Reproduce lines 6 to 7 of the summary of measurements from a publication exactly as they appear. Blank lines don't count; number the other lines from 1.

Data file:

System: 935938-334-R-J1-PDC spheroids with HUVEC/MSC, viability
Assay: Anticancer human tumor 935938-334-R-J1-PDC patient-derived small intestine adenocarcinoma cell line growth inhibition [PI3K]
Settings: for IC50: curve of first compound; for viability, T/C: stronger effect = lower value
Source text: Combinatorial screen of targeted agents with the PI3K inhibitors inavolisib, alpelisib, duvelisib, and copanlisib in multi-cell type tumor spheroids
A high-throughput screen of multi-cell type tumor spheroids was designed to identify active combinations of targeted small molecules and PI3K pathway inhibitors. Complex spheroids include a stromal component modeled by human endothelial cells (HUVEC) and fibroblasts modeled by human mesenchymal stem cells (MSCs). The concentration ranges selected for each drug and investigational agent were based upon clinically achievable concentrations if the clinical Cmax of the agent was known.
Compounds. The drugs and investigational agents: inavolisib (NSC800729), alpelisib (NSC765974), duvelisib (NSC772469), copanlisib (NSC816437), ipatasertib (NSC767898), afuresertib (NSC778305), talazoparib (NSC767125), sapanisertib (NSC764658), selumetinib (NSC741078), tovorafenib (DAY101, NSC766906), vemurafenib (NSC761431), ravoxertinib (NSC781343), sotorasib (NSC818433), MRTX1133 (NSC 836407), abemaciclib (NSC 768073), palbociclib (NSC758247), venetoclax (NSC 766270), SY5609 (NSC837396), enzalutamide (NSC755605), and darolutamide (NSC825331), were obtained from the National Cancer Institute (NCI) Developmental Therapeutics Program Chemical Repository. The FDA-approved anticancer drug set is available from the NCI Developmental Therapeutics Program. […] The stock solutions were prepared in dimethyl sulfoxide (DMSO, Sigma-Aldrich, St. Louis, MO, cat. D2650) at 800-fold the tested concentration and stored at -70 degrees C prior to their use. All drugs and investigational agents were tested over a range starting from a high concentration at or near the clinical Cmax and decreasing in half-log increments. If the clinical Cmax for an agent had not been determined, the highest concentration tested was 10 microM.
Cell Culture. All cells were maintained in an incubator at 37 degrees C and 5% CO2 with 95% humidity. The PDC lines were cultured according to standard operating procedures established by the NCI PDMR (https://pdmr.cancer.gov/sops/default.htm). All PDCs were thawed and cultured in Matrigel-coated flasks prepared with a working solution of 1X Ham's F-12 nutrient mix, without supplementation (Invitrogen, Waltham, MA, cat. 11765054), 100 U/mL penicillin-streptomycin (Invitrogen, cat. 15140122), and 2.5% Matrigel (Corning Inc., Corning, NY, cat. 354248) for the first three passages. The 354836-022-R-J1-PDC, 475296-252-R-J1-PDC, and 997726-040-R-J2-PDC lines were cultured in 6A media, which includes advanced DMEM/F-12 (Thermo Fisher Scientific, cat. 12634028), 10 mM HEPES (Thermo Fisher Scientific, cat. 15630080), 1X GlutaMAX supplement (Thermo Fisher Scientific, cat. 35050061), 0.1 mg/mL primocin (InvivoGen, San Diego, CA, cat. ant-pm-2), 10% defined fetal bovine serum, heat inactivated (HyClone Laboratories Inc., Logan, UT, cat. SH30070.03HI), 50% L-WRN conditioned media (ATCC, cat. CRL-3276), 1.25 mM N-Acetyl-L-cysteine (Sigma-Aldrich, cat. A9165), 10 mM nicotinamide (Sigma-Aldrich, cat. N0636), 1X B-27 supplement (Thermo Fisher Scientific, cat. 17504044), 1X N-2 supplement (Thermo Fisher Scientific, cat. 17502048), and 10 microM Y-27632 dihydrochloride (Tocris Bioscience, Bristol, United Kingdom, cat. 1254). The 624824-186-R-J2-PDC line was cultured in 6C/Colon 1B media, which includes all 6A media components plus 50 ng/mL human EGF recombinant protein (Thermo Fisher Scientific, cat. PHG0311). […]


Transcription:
Compounds. The drugs and investigational agents: inavolisib (NSC800729), alpelisib (NSC765974), duvelisib (NSC772469), copanlisib (NSC816437), ipatasertib (NSC767898), afuresertib (NSC778305), talazoparib (NSC767125), sapanisertib (NSC764658), selumetinib (NSC741078), tovorafenib (DAY101, NSC766906), vemurafenib (NSC761431), ravoxertinib (NSC781343), sotorasib (NSC818433), MRTX1133 (NSC 836407), abemaciclib (NSC 768073), palbociclib (NSC758247), venetoclax (NSC 766270), SY5609 (NSC837396), enzalutamide (NSC755605), and darolutamide (NSC825331), were obtained from the National Cancer Institute (NCI) Developmental Therapeutics Program Chemical Repository. The FDA-approved anticancer drug set is available from the NCI Developmental Therapeutics Program. […] The stock solutions were prepared in dimethyl sulfoxide (DMSO, Sigma-Aldrich, St. Louis, MO, cat. D2650) at 800-fold the tested concentration and stored at -70 degrees C prior to their use. All drugs and investigational agents were tested over a range starting from a high concentration at or near the clinical Cmax and decreasing in half-log increments. If the clinical Cmax for an agent had not been determined, the highest concentration tested was 10 microM.
Cell Culture. All cells were maintained in an incubator at 37 degrees C and 5% CO2 with 95% humidity. The PDC lines were cultured according to standard operating procedures established by the NCI PDMR (https://pdmr.cancer.gov/sops/default.htm). All PDCs were thawed and cultured in Matrigel-coated flasks prepared with a working solution of 1X Ham's F-12 nutrient mix, without supplementation (Invitrogen, Waltham, MA, cat. 11765054), 100 U/mL penicillin-streptomycin (Invitrogen, cat. 15140122), and 2.5% Matrigel (Corning Inc., Corning, NY, cat. 354248) for the first three passages. The 354836-022-R-J1-PDC, 475296-252-R-J1-PDC, and 997726-040-R-J2-PDC lines were cultured in 6A media, which includes advanced DMEM/F-12 (Thermo Fisher Scientific, cat. 12634028), 10 mM HEPES (Thermo Fisher Scientific, cat. 15630080), 1X GlutaMAX supplement (Thermo Fisher Scientific, cat. 35050061), 0.1 mg/mL primocin (InvivoGen, San Diego, CA, cat. ant-pm-2), 10% defined fetal bovine serum, heat inactivated (HyClone Laboratories Inc., Logan, UT, cat. SH30070.03HI), 50% L-WRN conditioned media (ATCC, cat. CRL-3276), 1.25 mM N-Acetyl-L-cysteine (Sigma-Aldrich, cat. A9165), 10 mM nicotinamide (Sigma-Aldrich, cat. N0636), 1X B-27 supplement (Thermo Fisher Scientific, cat. 17504044), 1X N-2 supplement (Thermo Fisher Scientific, cat. 17502048), and 10 microM Y-27632 dihydrochloride (Tocris Bioscience, Bristol, United Kingdom, cat. 1254). The 624824-186-R-J2-PDC line was cultured in 6C/Colon 1B media, which includes all 6A media components plus 50 ng/mL human EGF recombinant protein (Thermo Fisher Scientific, cat. PHG0311). […]